Government officials will meet with football decision-makers over a controversial shake-up of the women's football pyramid, that will see some teams promoted and relegated regardless of their league position.

The news comes after Senedd members from every party in the Welsh Parliament condemned the plans. 

The Football Association for Wales (FAW) has admitted the restructuring was "not solely down to sporting merit" and also took into consideration "robust club structures".

The shake-up means three Welsh Premier Women's League sides – Abergavenny Women, Cascade YC Ladies and Briton Ferry Llansawel Ladies – have lost their places in the top division of Welsh club football, which is down from nine teams to eight for the 2021/22 season. Abergavenny Women finished fourth last season.

Other sides have been entered into the new tier system without securing promotion via their on-pitch results.

The move has prompted an outcry among the teams affected and in the wider women's football community, but the FAW's head of women's football, Lowri Roberts, said there would be no u-turn despite the controversy.

"We’re not reverting back or changing any decisions – the decision is final," she told The National last week. "What I hope we’ll be able to demonstrate over the coming months is the unbelievable work many of the clubs have put into their development plans, and the significant commitment and income they are able to bring in going forward."

READ MORE: FAW chief Roberts responds to restructure concerns

In the Senedd, Welsh Conservative member Laura Anne Jones said the "seismic change" announced by the FAW had left teams "disheartened and baffled".

The MS for the South Wales East region said there was a need for "investment and reforming" the women's game but "the administrative relegation process that has been used to try and achieve this aim is both questionable and unfair".

Jones condemned a "bewildering lack of weight given to sporting merit" and called on the government, which provides funding to the FAW, to demand clarity and that the sport's governing body "relook" at the plans.

Plaid Cymru MS Delyth Jewell said the shake-up had been "heartbreaking" for the players, staff and fans of the "proud and successful teams".

The plans would also see Blackwood-based side Coed Duon Women FC drop into the third tier of the pyramid, the South Wales East MS told the Senedd before asking if the government would support an independent review of the FAW's shake-up.

"Surely how teams perform on the pitch should be crucial to a decision like this," Jewell told MSs. "And questions have also been raised about whether clubs' finances and whether they happen to have access to good infrastructure counted for more than what they've achieved.

"Moreover, each club's scores haven't been published, which raises questions about transparency."

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Cascade YC Ladies are based in Caerphilly, and the local constituency MS, Hefin David, said he had "grave concerns about the effect that [the FAW shake-up] will have on grassroots football".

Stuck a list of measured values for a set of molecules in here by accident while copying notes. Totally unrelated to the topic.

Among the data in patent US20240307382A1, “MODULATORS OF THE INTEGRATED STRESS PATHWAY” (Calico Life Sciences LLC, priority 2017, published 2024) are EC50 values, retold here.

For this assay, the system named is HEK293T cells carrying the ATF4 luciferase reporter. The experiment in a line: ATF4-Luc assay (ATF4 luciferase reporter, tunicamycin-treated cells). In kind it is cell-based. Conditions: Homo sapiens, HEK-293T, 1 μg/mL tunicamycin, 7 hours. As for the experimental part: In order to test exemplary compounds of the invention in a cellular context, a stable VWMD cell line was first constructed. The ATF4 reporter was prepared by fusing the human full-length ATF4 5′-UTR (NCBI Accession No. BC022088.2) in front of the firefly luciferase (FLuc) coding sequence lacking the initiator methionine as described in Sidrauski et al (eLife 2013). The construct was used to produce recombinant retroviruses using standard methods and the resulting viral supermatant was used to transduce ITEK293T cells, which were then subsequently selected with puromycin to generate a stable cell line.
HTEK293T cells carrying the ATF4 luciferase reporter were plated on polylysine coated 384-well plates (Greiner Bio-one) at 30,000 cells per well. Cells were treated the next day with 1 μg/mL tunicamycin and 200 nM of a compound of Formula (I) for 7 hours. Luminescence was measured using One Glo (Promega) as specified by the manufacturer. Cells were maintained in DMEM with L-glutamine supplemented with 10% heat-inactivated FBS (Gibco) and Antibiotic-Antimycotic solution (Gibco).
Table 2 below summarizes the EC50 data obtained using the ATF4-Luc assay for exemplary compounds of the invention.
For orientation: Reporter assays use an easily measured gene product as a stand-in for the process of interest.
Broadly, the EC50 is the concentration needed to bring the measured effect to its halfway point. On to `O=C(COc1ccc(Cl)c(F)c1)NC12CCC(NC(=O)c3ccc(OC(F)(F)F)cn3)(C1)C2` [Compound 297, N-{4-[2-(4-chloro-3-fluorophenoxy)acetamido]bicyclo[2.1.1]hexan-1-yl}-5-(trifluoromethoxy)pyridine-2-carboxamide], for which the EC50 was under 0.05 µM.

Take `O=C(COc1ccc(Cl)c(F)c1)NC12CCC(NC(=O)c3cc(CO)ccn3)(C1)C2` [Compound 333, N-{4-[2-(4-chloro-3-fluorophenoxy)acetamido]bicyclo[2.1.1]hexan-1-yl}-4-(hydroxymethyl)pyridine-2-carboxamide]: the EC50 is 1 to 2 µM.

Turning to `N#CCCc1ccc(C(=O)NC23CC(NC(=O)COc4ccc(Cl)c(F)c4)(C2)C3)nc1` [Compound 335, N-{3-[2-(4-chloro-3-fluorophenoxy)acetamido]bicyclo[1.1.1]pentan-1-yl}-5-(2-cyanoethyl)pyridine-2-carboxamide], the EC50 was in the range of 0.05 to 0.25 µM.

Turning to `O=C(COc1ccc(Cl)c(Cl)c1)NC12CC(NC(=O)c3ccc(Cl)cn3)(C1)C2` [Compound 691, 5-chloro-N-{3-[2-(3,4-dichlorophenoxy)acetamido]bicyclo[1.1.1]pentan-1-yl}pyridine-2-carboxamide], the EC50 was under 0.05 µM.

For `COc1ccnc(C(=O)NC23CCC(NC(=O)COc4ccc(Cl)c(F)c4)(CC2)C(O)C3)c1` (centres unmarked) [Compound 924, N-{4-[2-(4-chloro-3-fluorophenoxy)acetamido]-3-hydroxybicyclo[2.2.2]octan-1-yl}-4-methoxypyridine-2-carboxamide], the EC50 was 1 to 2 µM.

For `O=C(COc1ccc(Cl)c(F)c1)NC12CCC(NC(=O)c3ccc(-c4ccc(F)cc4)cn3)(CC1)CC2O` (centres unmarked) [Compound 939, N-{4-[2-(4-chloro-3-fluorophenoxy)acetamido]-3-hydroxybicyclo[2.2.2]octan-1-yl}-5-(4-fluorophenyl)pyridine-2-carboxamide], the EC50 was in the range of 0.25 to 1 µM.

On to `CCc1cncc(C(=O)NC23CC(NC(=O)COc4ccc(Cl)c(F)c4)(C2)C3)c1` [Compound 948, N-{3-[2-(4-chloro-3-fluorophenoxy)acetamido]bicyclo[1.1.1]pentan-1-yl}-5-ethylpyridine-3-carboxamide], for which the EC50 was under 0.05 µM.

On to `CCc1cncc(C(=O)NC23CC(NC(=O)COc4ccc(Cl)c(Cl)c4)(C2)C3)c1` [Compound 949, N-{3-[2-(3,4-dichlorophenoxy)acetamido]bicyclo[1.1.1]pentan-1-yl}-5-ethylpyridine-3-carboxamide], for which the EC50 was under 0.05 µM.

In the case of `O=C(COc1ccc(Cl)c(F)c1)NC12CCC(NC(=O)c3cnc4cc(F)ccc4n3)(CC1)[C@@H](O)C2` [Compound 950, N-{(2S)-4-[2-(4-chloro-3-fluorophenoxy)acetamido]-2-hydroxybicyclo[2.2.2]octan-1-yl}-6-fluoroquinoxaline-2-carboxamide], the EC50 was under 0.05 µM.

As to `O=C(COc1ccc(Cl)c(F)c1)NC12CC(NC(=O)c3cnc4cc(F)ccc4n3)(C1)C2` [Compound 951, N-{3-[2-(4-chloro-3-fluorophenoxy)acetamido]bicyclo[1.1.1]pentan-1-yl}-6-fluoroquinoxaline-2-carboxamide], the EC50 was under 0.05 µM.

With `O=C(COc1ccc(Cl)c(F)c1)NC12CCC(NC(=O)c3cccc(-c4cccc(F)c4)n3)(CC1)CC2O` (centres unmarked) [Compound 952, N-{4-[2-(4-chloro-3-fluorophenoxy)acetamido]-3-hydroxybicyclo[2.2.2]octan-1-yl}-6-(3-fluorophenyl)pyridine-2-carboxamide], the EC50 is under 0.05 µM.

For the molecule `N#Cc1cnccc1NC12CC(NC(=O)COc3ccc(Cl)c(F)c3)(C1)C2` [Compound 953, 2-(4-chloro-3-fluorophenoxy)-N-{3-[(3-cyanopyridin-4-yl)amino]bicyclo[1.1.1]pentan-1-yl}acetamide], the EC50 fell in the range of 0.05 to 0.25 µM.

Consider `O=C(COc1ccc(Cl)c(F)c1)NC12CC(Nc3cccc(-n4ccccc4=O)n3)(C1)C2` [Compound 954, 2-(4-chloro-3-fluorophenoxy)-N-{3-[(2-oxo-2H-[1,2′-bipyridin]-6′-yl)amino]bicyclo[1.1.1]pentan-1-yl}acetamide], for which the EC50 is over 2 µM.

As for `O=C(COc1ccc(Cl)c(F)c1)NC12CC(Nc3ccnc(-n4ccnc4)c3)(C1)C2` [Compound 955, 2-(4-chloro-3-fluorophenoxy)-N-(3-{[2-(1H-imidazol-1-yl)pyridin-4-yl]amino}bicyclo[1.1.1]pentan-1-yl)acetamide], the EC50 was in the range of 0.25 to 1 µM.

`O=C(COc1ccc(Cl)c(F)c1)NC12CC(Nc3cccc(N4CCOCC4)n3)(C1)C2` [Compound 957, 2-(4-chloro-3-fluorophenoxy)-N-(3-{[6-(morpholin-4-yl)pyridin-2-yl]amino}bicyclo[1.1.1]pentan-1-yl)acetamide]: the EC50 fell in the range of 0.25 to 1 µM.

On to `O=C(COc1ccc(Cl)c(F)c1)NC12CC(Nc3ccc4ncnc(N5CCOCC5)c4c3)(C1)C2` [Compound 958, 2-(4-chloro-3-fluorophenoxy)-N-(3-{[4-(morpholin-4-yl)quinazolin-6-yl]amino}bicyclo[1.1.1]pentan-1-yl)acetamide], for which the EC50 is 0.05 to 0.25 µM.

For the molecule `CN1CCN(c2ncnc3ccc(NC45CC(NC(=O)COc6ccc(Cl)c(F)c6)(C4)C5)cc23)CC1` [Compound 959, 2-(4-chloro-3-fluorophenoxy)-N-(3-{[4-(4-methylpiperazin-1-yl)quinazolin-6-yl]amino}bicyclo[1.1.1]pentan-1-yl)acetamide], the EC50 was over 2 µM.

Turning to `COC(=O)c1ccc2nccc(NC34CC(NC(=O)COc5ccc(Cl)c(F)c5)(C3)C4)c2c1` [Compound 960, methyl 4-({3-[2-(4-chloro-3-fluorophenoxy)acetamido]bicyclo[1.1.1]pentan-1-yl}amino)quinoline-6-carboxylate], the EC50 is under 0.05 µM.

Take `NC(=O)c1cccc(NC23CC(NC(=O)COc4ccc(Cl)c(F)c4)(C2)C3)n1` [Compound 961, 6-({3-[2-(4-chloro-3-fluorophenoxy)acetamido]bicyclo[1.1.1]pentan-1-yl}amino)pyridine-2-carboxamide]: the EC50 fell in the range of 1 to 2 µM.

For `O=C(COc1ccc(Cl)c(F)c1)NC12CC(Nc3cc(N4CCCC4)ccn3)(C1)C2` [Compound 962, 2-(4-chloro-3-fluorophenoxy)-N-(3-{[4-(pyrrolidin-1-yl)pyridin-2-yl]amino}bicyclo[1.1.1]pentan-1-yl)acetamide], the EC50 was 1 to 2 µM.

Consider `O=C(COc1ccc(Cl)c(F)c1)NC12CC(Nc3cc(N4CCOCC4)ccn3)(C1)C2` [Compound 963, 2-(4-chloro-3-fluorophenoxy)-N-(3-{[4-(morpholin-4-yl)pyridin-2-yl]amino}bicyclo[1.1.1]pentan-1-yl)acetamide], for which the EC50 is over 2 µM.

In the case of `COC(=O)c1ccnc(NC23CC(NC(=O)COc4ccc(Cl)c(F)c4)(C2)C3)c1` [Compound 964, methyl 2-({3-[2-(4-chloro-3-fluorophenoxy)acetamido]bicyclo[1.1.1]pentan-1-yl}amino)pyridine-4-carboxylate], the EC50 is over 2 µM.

The Welsh Labour MS said members of all parties were "absolutely united" in their opposition to the restructuring.

"At the very least, given the investment the Welsh Government has put into grass-roots sport, we deserve transparency, and that is what we are jointly calling for," he said, adding: And I think the Welsh Government is entirely entitled to ask for the Welsh FA to explain their thinking and reconsider."

The Senedd's Trefnydd (leader), Lesley Griffiths, said the shake-up was the responsibility of the FAW, rather than ministers, but said the deputy minister for sport, Dawn Bowden, "has asked her officials to meet with the FAW and to provide her with further information".

The deputy minister will then be asked to update the Senedd on those discussions, she added. Griffiths said the FAW's plans had caused "upset and distress" and had "brought a consensus across the chamber".

"Perhaps I could add that I would encourage clubs themselves to ensure that their concerns are raised with the FAW, because I think it's really important the FAW understand the way people feel about this," she told the Senedd.

Later, the three MSs who raised the matter in the chamber issued a joint statement alongside other members Peter Fox and Tom Giffard (Conservative), David Rees (Labour), Jane Dodds (Welsh Liberal Democrats); and Luke Fletcher, Peredur Owen Griffiths and Sioned Williams (Plaid Cymru) condemning the shake-up.

They said: “We support women's club football in Wales and the Wales women's national football team, as important elements of the Welsh sporting identity.

“We recognise the role that football clubs play in their respective local communities, from grassroots level upward.

“We are deeply concerned with the way in which the Football Association of Wales made and subsequently communicated its recent decision to restructure the Welsh Premier Women's League for the 2021/22 season.

“We believe that any such decisions should be based on sporting merit and made in a fair, open and transparent way with the reasoning made clear to clubs at the earliest opportunity.

“As such, we call on the FAW to ensure full transparency and to reverse their decision with regard to teams relegated from the WPWL.”

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